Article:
Dora Maar

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Dora Maar
Dora Maar.gif
Photographic portrait of Dora Maar attributed to Man Ray
Born November 22, 1907
Paris, France[1]
Died July 16, 1997(1997-07-16) (aged 89)
Paris, France
Nationality French
Education School of photography,
École des Beaux-Arts,
Académie Julian
Known for Photography, Painting
Movement Surrealism

Henriette Theodora Markovitch , pseudonym Dora Maar (November 22, 1907 in the 6th arrondissement of Paris - July 16, 1997 in Paris), was a French photographer, painter and poet. She was a lover and muse of Pablo Picasso.


Henriette Theodora Markovitch was the only daughter of Joseph Markovitch (1875-1969), a Croatian architect who studied in Zagreb, Vienna, and then Paris where he settled in 1896, and of his spouse catholic raised Louise-Julie Voisin (1877-1942), originally from Cognac, France.

In 1910, the family left for Buenos Aires where the father obtained several commissions including for the embassy of Austria-Hungary; His achievements earned him the honor of being decorated by Emperor Francis Joseph I, even though he was "the only architect who did not make a fortune in Buenos Aires. "

In 1926, the family returned to Paris. Dora Maar, a pseudonym she chose, took courses at the Central Union of Decorative Arts and the School of Photography. She also enrolled at the École des Beaux-Arts and the Académie Julian[2] which had the advantage of offering the same instruction to women as to men. Dora Maar frequented André Lhote's workshop where she met Henri Cartier-Bresson.

When the workshop ceased its activities, Dora Maar left Paris, alone, for Barcelona and then London, where she photographed the effects of the economic depression following the Wall Street Crash of 1929 in the United States. On her return, and with the help of her father, she opened another workshop at 29 rue d'Astorg, (8th arrondissement of Paris).[3]

Dora Maar the photographer[edit]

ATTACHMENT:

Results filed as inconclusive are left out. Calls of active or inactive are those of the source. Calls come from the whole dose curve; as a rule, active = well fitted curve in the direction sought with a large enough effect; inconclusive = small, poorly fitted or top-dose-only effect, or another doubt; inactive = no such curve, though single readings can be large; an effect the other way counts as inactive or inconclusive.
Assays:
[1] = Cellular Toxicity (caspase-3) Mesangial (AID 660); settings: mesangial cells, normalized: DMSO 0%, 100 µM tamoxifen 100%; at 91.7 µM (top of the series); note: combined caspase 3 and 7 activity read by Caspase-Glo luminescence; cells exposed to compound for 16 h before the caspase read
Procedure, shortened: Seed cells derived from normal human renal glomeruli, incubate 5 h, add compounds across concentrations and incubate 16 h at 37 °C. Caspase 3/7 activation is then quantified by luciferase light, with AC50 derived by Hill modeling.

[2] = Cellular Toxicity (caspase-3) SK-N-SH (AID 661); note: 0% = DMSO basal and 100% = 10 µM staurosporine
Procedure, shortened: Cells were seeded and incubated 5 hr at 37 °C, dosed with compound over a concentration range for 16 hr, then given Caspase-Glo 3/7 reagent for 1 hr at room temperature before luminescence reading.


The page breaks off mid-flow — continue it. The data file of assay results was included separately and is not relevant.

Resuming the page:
At the beginning of 1930, she set up a photography studio on rue Campagne-Première (14th arrondissement of Paris) with Pierre Kéfer, photographer and decorator for Jean Epstein's film, The Fall of the House of Usher (1928 French film). She met the photographer Brassaï with whom she shared the darkroom in the studio. Dora Maar also met Louis-Victor Emmanuel Sougez, a photographer working for advertising, archeology and artistic director of the newspaper L'Illustration, whom she considered a mentor.

In 1932, she had an affair with the filmmaker Louis Chavance.
Dora Maar frequented the October group, formed around Jacques Prévert and Max Morise after their break from surrealism.

Her first solo exhibition was held at the Galerie Vanderberg in Paris.[4]

After the fascist demonstrations of February 6, 1934, in Paris along with René Lefeuvre, Jacques Soustelle, supported by Simone Weil and Georges Bataille, she signed the tract "Appeal to the struggle" written at the initiative of André Breton

At the end of 1935, Dora Maar was hired as a set photographer on Jean Renoir film , The Crime of Monsieur Lange. On this occasion Paul Eluard introduced her to Pablo Picasso.[5] Their liaison would last nearly nine years, without Picasso nevertheless breaking his relationship with Marie-Thérèse Walter, mother of his daughter Maya.

Dora Maar photographed the successive stages of the creation of Guernica,[6] painted by Picasso in his studio in the rue des Grands-Augustins from May to June 1937; Picasso used these photographs in his creative process. At the same time, she is the principal model of Picasso, who often represents her in tears, she, herself produced several self-portraits entitled : La Femme qui pleure - The weeping women.[7]